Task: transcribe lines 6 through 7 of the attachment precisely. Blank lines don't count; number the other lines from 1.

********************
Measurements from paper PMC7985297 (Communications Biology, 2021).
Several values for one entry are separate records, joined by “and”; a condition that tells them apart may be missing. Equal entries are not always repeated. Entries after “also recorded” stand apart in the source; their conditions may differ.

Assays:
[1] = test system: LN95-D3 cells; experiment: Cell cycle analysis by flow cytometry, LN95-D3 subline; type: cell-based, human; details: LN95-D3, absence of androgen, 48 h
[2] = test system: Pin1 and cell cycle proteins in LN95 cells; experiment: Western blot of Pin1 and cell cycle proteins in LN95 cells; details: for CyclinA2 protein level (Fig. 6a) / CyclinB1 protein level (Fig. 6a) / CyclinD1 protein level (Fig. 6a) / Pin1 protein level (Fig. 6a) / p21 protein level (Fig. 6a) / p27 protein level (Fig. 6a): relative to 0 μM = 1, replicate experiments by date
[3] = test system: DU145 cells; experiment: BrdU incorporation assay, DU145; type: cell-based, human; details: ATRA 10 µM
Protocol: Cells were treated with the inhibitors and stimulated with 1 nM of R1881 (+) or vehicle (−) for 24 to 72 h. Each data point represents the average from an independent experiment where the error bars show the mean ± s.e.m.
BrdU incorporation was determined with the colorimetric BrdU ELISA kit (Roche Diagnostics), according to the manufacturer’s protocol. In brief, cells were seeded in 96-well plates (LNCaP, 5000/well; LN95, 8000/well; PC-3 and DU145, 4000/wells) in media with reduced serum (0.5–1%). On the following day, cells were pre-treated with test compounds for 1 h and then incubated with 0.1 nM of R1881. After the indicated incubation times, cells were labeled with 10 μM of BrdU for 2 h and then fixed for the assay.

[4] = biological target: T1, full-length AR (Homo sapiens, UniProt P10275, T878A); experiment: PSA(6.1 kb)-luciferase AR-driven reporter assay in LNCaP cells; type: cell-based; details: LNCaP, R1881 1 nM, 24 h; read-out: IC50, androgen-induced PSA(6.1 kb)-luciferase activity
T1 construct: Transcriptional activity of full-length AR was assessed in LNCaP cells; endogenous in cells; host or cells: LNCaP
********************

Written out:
[3] = test system: DU145 cells; experiment: BrdU incorporation assay, DU145; type: cell-based, human; details: ATRA 10 µM
Protocol: Cells were treated with the inhibitors and stimulated with 1 nM of R1881 (+) or vehicle (−) for 24 to 72 h. Each data point represents the average from an independent experiment where the error bars show the mean ± s.e.m.